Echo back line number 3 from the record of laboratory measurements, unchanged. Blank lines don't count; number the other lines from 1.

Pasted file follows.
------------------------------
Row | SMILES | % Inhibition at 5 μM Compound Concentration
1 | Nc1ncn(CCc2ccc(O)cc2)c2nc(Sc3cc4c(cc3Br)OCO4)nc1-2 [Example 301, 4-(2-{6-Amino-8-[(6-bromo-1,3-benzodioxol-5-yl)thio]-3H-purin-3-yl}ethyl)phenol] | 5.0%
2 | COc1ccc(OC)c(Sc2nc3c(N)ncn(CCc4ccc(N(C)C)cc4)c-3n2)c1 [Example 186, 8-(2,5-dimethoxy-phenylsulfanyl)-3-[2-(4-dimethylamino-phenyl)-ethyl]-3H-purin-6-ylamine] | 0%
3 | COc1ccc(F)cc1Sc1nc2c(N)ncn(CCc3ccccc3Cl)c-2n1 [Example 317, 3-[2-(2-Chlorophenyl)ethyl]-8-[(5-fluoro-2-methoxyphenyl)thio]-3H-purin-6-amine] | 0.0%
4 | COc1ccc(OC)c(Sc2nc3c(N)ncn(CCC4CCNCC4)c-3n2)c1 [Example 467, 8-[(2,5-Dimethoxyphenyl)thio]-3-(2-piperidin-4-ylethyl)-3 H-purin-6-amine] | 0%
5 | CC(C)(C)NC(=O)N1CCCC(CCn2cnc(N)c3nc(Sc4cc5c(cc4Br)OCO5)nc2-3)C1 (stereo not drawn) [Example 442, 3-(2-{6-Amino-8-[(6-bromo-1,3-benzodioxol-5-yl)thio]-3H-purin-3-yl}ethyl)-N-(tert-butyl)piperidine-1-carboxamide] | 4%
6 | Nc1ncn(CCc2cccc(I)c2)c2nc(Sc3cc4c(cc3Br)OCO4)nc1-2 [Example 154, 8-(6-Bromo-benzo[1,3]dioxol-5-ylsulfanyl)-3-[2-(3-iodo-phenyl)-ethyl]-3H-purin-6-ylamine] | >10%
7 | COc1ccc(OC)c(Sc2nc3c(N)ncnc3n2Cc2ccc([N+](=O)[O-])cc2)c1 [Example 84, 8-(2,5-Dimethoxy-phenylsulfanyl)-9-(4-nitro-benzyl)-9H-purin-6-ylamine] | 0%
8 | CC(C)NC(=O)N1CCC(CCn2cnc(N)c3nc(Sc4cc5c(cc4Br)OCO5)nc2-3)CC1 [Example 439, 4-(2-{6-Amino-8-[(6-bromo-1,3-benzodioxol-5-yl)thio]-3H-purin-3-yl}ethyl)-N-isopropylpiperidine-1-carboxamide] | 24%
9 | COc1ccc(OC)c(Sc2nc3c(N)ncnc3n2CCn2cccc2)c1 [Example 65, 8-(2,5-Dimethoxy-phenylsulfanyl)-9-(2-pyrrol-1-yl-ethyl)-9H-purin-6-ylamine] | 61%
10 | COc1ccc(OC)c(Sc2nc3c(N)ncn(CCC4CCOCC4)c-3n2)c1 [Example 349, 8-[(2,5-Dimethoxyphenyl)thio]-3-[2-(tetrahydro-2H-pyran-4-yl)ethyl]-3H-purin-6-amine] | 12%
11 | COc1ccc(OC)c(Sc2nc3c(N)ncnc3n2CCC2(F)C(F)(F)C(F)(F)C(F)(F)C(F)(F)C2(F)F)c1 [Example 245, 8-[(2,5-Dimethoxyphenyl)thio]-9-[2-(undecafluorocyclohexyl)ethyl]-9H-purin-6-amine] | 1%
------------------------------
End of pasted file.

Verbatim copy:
2 | COc1ccc(OC)c(Sc2nc3c(N)ncn(CCc4ccc(N(C)C)cc4)c-3n2)c1 [Example 186, 8-(2,5-dimethoxy-phenylsulfanyl)-3-[2-(4-dimethylamino-phenyl)-ethyl]-3H-purin-6-ylamine] | 0%